- Explain a project you worked on with Engineering. How did you decide what to do and speak to all interactions with Engineering. (Yelp, Peloton)
- Tell me about a time you disagreed with engineering. (Airbnb, MasterClass, Yelp)
Skill #3: Your ability to understand how technical limitations and trade-offs affect product decisions
Experienced product managers have a sense of the product implications of technical decisions and know product decisions affect technical decisions just as much as technical decisions affect product decisions.
For example, let’s say you’re working on creating a new customer dashboard experience and want to include some new piece of data. However, if the data is not already being collected and stored in a database, that would affect product decisions.
Technical decisions can also affect product timeline. For example, if your product is doing extremely well and growth is projected to outgrow current system capabilities, your engineering team may decide to break up the current monolithic system into microservices for improved scalability. Moving to a microservice system can be a complicated and long process requiring lots of dev resources and this needs to be taken into consideration for product decisions and timeline.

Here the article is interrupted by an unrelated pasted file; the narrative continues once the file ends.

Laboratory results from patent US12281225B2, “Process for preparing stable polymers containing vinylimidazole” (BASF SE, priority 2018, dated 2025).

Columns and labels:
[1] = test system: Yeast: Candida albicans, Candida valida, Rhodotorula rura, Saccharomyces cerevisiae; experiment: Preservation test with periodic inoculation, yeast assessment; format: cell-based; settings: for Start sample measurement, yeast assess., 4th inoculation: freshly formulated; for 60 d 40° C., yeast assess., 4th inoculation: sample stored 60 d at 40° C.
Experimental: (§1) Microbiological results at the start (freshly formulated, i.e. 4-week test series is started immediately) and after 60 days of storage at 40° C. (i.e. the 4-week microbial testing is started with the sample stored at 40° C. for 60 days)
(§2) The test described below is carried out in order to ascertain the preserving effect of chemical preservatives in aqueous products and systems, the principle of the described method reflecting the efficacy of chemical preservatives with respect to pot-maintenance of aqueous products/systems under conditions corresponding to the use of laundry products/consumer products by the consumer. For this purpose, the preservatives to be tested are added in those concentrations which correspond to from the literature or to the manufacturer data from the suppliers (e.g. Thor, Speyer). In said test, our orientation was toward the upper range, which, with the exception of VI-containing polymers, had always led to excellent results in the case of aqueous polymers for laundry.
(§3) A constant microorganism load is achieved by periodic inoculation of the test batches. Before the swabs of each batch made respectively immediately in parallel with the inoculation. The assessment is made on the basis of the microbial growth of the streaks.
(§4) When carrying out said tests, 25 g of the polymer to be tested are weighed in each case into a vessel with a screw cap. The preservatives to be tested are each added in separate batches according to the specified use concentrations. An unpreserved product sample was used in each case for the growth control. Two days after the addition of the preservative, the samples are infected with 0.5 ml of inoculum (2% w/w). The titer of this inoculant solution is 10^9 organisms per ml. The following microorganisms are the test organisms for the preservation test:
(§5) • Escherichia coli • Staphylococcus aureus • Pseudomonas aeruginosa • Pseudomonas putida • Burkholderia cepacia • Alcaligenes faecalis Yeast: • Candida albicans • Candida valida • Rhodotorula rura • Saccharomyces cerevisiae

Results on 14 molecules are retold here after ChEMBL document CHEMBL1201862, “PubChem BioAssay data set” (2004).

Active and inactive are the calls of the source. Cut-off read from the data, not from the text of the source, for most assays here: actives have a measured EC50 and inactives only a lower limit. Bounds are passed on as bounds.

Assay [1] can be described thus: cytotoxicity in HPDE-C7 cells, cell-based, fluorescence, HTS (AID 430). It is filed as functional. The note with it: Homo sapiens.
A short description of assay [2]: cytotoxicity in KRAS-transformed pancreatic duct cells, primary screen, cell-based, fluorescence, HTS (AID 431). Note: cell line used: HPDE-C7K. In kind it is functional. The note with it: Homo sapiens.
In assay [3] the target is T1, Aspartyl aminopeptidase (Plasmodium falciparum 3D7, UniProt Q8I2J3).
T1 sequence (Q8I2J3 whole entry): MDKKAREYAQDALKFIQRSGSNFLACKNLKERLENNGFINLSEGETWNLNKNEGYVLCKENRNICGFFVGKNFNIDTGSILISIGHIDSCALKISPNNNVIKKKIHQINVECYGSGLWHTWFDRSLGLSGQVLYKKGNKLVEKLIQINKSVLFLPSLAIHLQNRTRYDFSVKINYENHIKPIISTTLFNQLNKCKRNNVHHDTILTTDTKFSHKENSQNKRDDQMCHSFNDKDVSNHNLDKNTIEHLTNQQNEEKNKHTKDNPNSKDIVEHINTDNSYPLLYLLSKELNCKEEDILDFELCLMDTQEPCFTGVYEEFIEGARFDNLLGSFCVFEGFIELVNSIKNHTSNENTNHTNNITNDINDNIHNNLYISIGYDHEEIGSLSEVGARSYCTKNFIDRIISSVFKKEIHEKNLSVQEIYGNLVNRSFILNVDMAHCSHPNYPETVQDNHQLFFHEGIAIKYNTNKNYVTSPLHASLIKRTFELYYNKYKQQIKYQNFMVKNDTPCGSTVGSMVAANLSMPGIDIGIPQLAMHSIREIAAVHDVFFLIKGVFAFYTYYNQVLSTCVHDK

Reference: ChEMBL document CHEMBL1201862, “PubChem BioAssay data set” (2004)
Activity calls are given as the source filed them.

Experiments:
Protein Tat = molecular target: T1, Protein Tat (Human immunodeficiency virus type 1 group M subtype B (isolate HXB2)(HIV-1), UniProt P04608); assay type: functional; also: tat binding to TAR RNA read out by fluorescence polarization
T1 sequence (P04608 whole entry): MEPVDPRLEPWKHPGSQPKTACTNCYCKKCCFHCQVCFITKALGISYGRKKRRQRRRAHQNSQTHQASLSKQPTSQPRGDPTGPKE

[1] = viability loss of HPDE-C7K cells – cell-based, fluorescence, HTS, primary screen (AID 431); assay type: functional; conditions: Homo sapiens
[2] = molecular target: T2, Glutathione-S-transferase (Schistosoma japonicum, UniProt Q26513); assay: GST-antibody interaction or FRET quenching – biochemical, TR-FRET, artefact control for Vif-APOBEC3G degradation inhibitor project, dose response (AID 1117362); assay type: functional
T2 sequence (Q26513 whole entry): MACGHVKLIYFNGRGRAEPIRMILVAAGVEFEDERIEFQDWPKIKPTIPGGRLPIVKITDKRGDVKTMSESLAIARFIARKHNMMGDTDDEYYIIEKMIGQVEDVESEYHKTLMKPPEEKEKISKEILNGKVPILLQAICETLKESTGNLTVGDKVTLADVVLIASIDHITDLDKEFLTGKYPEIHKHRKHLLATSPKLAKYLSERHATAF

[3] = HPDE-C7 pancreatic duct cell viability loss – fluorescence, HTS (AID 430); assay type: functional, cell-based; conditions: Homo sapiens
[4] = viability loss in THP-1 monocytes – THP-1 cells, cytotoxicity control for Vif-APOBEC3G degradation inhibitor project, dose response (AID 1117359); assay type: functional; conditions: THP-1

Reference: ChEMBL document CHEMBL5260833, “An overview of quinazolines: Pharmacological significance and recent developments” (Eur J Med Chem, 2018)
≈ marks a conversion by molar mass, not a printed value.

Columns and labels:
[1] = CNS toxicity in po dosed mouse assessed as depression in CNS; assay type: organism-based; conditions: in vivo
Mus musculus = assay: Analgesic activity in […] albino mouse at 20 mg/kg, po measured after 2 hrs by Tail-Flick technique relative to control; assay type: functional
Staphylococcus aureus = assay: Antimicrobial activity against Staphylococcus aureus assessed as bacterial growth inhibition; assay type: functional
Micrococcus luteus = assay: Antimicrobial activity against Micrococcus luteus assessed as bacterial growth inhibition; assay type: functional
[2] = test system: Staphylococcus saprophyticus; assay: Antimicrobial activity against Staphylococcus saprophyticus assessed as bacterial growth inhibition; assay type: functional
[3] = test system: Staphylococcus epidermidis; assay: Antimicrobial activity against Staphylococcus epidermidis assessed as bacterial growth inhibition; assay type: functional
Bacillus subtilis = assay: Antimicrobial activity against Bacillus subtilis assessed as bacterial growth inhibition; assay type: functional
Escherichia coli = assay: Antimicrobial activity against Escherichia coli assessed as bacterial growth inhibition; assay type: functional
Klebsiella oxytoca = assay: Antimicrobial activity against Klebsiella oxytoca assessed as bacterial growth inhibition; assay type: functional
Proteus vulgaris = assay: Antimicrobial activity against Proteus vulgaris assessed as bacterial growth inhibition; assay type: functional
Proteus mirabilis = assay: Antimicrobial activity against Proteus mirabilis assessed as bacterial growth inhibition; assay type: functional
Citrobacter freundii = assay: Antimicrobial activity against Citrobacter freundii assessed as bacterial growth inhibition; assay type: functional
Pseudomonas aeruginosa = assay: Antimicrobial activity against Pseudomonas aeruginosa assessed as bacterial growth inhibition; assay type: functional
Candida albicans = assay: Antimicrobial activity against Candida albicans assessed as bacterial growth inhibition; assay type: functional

Having a sense of the product implications of technical decisions helps you pivot and improve product decisions quickly along with generally writing better business requirements. While this skill is usually developed over time as you get more experience partnering with engineering teams and successfully shipping products and features, it’s an important skill interviewers look for and that you can prepare for before interviews.
Example Interview questions:
- What are some concerns with ingesting data from a 3rd party source? (Shopify)
- Explain a project you worked on with Engineering. How did you decide what to do and speak to all interactions with Engineering. (Peloton, Yelp)
- As a PM, how would you prioritize improving performance vs. other features? (Asana)
- An engineer wants to make a major change to the ranking algorithm. How would you evaluate it? (Google)
Preparing for PM technical interviews
There’s lots of resources available to help you prepare for interviews. Here are some notable standouts:
- RocketBlocks helps product managers (and many other roles) prepare for interviews through comprehensive, skills-driven prep including drills, coaching, and concept reviews. Check out their product management interview prep. There’s even a specific section for technical fluency/literacy!
- Exponent and PM Exercises also provides interview prep for product managers. They have a large selection of community sourced interview questions including interview questions for PM technical interviews along with answers from the community for practice. There’s also lots of other resources including coaching, courses, and lessons.
Technical topics to study
While there’s a ton to learn about in software, the good news is for interviews, you only need to study a select few and you don’t have to go too deep into each one.
Here’s a list of the top technical topics you should have a firm grasp on:
- Frontend vs. Backend: Be prepared to explain what the difference is between the two and be able to explain how the two work together. Hint: The technical definition of the frontend and backend is the client side and server side. Be able to describe the difference!